Volkswagen tests electric cars, transit apps on Greek island

Associated Press

Athens, Greece – German carmaker Volkswagen launched a five-year project Wednesday on the small Greek Aegean island of Astypalea to test the adoption of electric vehicles in areas switching to sustainable energy generation.

The 20-million-euro ($24.4 million) initiative will receive financial support from the Greek government. It will offer residents purchasing incentives to swap conventional vehicles for electric cars and scooters, and test ride-share applications and public transport models driven by customer demand instead of using fixed schedules and routes.

A Volkswagen ID.4 electric car of the Civil Aviation is parked on the Aegean Sea island of Astypalea, Greece.

“This is very valuable knowledge because what we are going to see on this island in the next five, six, or seven years will probably last in the rest of Europe for 20 years or three decades,” Volkswagen CEO Herbert Diess said during a presentation on the island.

Greek Prime Minister Kyriakos Mitsotakis, right, listens Volkswagen Group CEO Herbert Diess, center, during the official launch of a project to introduce and test electric vehicles and sustainable energy systems on the Aegean Sea island of Astypalea, Greece, on Wednesday, June 2, 2021.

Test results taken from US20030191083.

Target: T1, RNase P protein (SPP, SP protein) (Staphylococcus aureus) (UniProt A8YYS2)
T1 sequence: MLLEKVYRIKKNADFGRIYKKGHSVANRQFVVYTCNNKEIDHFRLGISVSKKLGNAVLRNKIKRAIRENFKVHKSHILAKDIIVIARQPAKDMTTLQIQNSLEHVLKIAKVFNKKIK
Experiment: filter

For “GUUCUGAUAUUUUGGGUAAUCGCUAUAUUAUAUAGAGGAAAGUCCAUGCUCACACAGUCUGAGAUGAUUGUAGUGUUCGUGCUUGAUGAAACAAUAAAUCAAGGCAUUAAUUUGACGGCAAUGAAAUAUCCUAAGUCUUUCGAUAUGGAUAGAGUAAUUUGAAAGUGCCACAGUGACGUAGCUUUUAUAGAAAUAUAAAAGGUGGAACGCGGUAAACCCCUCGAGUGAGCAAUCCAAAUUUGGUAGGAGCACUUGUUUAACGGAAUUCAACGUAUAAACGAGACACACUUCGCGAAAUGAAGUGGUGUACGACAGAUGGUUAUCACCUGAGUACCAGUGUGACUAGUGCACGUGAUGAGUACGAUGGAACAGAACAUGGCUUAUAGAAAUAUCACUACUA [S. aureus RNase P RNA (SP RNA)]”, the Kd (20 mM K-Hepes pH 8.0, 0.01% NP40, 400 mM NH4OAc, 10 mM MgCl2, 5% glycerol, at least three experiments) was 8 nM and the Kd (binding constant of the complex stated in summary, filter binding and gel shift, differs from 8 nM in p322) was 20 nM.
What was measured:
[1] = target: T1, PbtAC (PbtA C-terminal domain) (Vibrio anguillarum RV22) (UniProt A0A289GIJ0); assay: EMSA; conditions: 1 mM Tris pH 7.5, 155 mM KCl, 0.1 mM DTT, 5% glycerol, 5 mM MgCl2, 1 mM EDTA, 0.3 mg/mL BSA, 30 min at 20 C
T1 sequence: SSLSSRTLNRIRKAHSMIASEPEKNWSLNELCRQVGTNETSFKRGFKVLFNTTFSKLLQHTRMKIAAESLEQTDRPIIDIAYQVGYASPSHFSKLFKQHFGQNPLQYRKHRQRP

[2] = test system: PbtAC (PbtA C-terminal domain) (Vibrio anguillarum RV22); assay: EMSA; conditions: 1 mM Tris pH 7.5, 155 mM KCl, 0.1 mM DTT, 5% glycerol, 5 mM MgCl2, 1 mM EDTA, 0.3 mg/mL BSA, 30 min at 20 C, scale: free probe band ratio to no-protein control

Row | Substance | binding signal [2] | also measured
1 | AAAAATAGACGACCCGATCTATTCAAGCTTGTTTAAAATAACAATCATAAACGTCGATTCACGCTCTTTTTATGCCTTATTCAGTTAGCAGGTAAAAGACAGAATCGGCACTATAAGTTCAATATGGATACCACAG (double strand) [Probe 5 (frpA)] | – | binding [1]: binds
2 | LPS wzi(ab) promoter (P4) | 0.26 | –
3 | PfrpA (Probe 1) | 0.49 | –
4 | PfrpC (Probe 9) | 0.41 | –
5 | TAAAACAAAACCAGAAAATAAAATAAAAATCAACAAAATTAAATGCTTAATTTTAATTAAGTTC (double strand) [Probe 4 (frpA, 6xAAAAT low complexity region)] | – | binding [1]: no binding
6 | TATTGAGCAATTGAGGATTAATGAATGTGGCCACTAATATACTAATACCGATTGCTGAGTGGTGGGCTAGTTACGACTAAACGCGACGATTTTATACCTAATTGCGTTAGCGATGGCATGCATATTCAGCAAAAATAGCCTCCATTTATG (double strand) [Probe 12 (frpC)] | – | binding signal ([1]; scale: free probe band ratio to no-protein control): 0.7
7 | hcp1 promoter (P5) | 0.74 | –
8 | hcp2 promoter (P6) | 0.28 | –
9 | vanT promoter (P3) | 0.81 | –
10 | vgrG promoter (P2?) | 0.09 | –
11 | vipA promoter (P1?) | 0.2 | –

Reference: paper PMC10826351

Volkswagen ID.4 electric cars of the Coast Guard and Police are parked on the Aegean Sea island of Astypalea, Greece on Wednesday, June 2, 2021.

Volkswagen has stepped up its plans to produce electric vehicles in recent years, in the wake of a major emissions scandal first discovered in the United States. The company eventually admitted installing deceptive software in millions of its diesel vehicles to make emissions appear less harmful when placed on a test machine.

A Volkswagen ID.4 electric car is seen being charged at the airport of the Aegean Sea island of Astypalea, Greece.

Greece is keen to develop power generation from renewable energy sources on its islands to replace expensive locally produced electricity, mostly using diesel.

The government plans to use wind and solar power for the Astypalea project. Officials said researchers from the Universities of the Aegean in Greece and Strathclyde in Scotland were also participating in the program.

Greek Prime Minister Kyriakos Mitsotakis opens the door of an electric car as he accompanied by Volkswagen Group CEO Herbert Diess during the official launch of a project to introduce and test electric vehicles and sustainable energy systems on the Aegean Sea island of Astypalea, Greece,on Wednesday, June 2, 2021.